The Ugandan Camillian mission organized a series of activities related to CADIS project monitoring activities and the celebration of the Season of Creation from September 15 to 20, 2023. Seminarians, scholastics, religious, lay volunteers and project beneficiaries participated in the programs.
Among the highlights of the celebration is the promotion of ecological conversion and resiliency among poor disaster affected communities through a program of community-based sustainable fishing methods at Lake Victoria. Forty fishermen completed the training and practicum for two years. Prior to the training they engaged in an unsustainable fishing method which was prohibited by the government. Only later, they realized that it is not so much by having a bountiful catch every time they go fishing but it is having more fish in the lake for the future generation. They go out to catch just enough to maintain and earn savings for their families as well as for the members of their association. They learned to use fishing gears that will not sacrifice the small and growing fishes; respect the breeding season of fish; maintain cleanliness in the lake. They resort to this way in order to mitigate the impact of climate change on the lake as its temperature is rising and the wind is intensifying.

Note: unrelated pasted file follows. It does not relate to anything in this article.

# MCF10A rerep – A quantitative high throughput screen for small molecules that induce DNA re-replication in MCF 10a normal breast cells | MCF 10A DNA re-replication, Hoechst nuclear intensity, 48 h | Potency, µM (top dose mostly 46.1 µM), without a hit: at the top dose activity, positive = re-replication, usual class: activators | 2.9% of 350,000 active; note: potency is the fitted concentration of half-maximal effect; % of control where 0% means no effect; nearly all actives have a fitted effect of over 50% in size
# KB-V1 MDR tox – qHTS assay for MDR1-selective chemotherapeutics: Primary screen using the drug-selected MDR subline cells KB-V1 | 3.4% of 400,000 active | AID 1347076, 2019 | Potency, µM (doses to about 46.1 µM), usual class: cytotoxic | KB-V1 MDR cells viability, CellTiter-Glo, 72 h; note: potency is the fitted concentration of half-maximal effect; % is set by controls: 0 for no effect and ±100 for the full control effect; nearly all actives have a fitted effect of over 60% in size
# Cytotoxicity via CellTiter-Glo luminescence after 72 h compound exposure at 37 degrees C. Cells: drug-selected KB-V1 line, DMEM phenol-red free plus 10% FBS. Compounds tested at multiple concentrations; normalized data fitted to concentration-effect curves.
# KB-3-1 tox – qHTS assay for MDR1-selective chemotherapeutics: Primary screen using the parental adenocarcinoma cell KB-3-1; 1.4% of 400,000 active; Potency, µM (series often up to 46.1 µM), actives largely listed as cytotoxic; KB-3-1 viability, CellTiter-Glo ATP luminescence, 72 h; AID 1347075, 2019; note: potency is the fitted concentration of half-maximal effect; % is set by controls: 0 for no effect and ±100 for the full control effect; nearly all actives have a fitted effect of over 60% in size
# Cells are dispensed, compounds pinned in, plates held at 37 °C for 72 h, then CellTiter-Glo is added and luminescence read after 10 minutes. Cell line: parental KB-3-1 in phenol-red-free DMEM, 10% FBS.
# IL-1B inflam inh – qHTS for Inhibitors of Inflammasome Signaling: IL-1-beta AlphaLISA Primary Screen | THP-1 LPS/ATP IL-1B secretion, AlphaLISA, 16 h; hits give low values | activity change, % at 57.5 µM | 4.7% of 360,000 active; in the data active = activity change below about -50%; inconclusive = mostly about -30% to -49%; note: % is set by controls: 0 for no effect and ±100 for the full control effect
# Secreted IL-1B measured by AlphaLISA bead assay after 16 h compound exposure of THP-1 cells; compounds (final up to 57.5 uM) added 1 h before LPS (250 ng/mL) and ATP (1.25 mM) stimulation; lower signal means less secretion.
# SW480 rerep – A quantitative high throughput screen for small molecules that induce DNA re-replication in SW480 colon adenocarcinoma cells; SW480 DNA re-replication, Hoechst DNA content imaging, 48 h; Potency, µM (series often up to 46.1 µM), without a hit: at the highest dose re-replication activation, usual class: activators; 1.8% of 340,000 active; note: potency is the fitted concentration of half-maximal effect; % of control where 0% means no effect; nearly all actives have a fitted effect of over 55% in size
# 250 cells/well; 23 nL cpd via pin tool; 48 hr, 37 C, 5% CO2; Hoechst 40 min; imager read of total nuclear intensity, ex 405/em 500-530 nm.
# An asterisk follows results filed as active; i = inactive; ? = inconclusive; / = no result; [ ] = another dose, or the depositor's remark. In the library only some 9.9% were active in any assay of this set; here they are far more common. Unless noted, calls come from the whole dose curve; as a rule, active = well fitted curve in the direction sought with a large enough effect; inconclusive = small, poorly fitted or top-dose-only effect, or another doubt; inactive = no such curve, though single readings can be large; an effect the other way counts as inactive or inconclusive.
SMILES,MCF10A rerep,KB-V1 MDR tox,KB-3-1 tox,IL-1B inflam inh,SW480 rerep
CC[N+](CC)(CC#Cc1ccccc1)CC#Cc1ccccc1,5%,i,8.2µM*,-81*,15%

The Camillian seminarians in Jinja watched the movie “The Letter”, inspired by the encyclical of Pope Francis Laudato Si'. After the viewing, they shared their experiences, reflections and insights of the movie. They presented some practical initiatives which they plan to realize in the seminary and in the maternity clinic such as the creation of the Laudato Si' garden for the patients and the greening of the vacant lot with a variety of ordinary vegetables and endemic fruit trees. Uganda is blessed with fertile land and abundant water because of the Nile river, Lake Victoria and the vast protected marshlands all over the country.
The Camillian scholastics in Fort Portal participated in 4-hour sessions and discussions in two days on the challenge of Camillian prophecy in our times. They tackled and have extensive exchange of ideas on how to promote ecological conversion and resilience to the poorest of the poor deprived of the fundamental access to healthcare services. All of them are convinced that the way forward is to engage in an authentic metanoia (ecological conversion) process in order to become models of community transformation and excellence. In this way, they will be able to influence and work with others towards ecological conversi'on and resilience of communities often affected or prone to natural and human-made disasters.